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The Antiproton Decelerator (AD) and the Extra Low ENergy Antiproton (ELENA) rings are unique facilities at CERN designed to trap, store and facilitate antimatter research. They help scientists understand fundamental properties of antimatter and to advance fundamental scientific knowledge. ELENA is currently being commissioned and will improve the conditions for antimatter experiments dramatically by lowering their energy – the less energy antiprotons have, the easier it is to study and manipulate them. ELENA is designed to reduce antiproton energies to below 0.1 MeV, which is lower than achievable anywhere in the world today.
In order to share and discuss the latest research results, the AVA network organised a two-day Topical Workshop on Low energy facility design and optimization through diagnostics at GSI, Darmstadt, Germany between 6-7 of February 2019. Around 30 researchers from all across Europe came together to talk about ELENA and its challenges, the various AD experiments, as well as problems faced in other low energy ion storage rings.
The workshop kicked off by Dr Davide Gamba from CERN addressing operational aspects of ELENA commissioning. His presentation was followed by Dr Manfred Grieser from the Max Planck Institute in Heidelberg and Dr Ansgar Simonsson from Stockholm University talking about the electrostatic cryogenic storage ring (CSR) and the Swedish low energy double ring DESIREE, respectively. Several AVA Fellows also gave talks on the first day exploring various techniques for beam quality optimization. Other participants prepared posters highlighting their research results which stimulated many interesting discussions.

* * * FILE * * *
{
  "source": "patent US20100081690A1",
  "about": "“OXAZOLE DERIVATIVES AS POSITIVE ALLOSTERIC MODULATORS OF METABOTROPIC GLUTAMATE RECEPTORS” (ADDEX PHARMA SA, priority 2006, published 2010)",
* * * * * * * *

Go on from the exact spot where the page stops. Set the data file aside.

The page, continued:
The theme of the second morning was the mini-storage ring at Lyon and its application in molecular physics. Results were presented by Prof Jerome Bernard and Dr Abdulaziz Al Mogeeth, both from University of Lyon. After several other talks covering further optimisation towards experiments, talks highlighting R&D at GSI were presented by Dr Frank Herfurth, Dr Oleksii Gorda and Dr Zhexi Guo.
The workshop was concluded by Prof Carsten Welsch, member of the Cockcroft Institute and AVA coordinator, who highlighted the importance of collaboration and knowledge sharing and pointed out that the workshop showed clearly that the various low energy storage rings and experiments covered during the two days faced may similar challenges. He added that a number of areas had now been identified which would require international collaboration to fully address them and that the workshop had now set an ideal basis for this.
To finish off the event, the participants went on a tour of the GSI facilities which was kindly offered by Dr Wolfgang Quint and Dr Peter Forck. This included an overview of the FAIR construction site where a next-generation ion beam facility is being built.
All presentations are available via the event indico page. The AVA project will next organize a workshop at their partner COSYLAB, Slovenia in autumn 2019.